One way forward might be to ask, again, what the nature of salvation is. If it is merely getting to heaven when we die, then there is no authority by which we might examine that claim. All near-death experiences are unverifiable, even that little boy's from the popular book and movie, so there really is nothing but blind faith here. The authority, I think, often lies with those able to be rhetorically astute in their (well-intentioned, no doubt) manipulation of fear. In other words, sophistry. We are all afraid of death, or at least have reservations about it, and these sorts of guarantees salve troubled souls.
Let's imagine, then, that salvation is becoming a 'good' person (whatever that means -- a problem with this possibility already). Many of those who would be considered either heretical or pagan by ostensibly Christian groups produce impeccably moral people. I'd even, and this is controversial, include atheists into this: I've met many who treat other human being respectfully and with love -- sometimes with greater earnestness and intensity than card-carrying Christians. The objection might be made that those others are moral without stable reason. That is, their morality is part of "common grace" but ultimately fails because it is irrationally held: it goes against their deepest held beliefs since only those who believe in the Christian God can be truly moral. Understandable, but impossible to prove. Plus, there is plenty of empirical evidence to show that, prima facie, the objection is false. At any rate, the reality of the virtuous atheist shows up the theory that salvation is being/becoming moral. This isn't to say that morality plays no part in Christian salvation, but it cannot be the be-all end-all.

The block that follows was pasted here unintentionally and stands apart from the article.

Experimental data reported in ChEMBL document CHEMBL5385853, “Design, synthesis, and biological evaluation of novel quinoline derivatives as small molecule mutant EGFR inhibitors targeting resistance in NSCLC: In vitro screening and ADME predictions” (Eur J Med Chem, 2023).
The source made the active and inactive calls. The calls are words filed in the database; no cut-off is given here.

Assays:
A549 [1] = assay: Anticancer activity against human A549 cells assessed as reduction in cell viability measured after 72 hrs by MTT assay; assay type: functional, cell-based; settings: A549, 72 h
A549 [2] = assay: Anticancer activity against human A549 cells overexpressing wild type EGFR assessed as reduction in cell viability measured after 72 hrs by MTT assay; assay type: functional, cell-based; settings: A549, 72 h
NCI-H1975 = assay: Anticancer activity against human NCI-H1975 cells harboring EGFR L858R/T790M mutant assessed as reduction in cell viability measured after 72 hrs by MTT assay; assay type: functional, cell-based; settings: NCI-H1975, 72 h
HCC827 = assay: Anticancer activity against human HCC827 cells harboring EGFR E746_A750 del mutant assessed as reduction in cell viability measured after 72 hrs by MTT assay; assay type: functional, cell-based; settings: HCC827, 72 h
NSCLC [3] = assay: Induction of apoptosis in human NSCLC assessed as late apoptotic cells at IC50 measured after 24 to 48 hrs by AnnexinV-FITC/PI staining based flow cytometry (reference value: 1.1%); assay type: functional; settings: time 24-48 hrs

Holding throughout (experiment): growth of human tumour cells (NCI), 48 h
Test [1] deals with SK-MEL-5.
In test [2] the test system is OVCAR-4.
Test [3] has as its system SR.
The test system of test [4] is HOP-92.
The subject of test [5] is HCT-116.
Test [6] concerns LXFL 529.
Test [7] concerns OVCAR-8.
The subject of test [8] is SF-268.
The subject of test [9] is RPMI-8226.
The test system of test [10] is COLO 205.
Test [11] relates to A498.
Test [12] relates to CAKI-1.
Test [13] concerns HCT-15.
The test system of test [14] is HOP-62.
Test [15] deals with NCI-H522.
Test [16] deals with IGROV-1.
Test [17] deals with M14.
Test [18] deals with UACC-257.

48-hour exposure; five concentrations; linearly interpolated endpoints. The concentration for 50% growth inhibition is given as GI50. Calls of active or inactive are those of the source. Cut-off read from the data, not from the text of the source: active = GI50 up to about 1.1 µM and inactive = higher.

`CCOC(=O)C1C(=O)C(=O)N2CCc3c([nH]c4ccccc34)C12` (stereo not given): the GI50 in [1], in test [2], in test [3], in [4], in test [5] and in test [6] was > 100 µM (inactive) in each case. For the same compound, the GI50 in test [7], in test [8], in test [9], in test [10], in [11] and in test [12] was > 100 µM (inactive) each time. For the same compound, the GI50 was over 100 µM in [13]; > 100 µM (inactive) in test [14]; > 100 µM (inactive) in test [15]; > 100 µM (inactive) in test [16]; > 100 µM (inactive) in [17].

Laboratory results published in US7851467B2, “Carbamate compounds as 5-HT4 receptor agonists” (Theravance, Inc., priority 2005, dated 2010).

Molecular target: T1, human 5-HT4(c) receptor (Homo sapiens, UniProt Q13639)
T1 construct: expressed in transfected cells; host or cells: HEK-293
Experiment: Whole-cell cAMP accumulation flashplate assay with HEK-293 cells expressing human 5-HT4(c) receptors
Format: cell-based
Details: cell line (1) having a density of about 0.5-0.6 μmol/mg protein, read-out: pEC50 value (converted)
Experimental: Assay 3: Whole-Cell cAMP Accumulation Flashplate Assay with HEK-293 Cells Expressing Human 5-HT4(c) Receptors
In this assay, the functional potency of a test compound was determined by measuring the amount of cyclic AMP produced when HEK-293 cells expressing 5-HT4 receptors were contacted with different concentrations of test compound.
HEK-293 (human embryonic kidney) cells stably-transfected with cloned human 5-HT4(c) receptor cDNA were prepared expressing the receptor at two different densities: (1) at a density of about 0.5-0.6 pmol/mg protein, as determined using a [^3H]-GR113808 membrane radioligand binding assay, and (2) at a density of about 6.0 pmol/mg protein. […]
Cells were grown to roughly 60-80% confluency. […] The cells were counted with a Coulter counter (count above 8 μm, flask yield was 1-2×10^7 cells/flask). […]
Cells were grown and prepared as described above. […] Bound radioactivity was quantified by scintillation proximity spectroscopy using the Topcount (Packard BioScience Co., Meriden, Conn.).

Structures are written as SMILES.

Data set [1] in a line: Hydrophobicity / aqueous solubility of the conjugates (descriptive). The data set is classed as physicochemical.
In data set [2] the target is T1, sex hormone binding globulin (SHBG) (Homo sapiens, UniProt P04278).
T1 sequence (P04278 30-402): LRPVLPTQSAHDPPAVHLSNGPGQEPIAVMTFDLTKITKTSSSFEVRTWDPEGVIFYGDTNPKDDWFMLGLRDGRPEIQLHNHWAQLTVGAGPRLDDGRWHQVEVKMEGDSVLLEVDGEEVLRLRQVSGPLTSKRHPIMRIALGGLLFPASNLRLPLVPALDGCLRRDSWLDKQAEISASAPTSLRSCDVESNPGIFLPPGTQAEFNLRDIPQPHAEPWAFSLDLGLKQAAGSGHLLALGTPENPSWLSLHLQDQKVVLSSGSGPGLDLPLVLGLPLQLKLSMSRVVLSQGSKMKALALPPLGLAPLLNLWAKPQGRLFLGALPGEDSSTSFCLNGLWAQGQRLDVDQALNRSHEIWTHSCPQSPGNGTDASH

Two down. Maybe salvation is being made into a saint. Now, you might think that I'm just repeating the "salvation as morality" claim, but I'm not. A saint is not the same as a moral person, as any look at the history of saints will show. Nor am I using the common Protestant definition of a saint as any one and every one who believes -- I've yet to see any Scriptural evidence to back up that particular understanding of sainthood (I've come to believe -- and I need to write this up -- that the differences between Colossians and Ephesians hinges on what a "saint" is). No, a saint is one who has been healed of the corruption inherited from Adam, that is, who partakes of the Holy Spirit to such an extent that they can truly exclaim with St Paul "It is no longer I who live, but Christ who lives within me" (Gal. 2:20). But again, how can this be shown? Have I met any saints? If this is the true definition of salvation, to be made a saint, what is the process by which this happens? In other words, here is the crux of the matter: which ecclesial tradition allows for the possibility to become like the Apostles, like St Mary, like our Lord Christ Himself (albeit by grace, not by nature) in holiness?
And so, again, I'm stuck.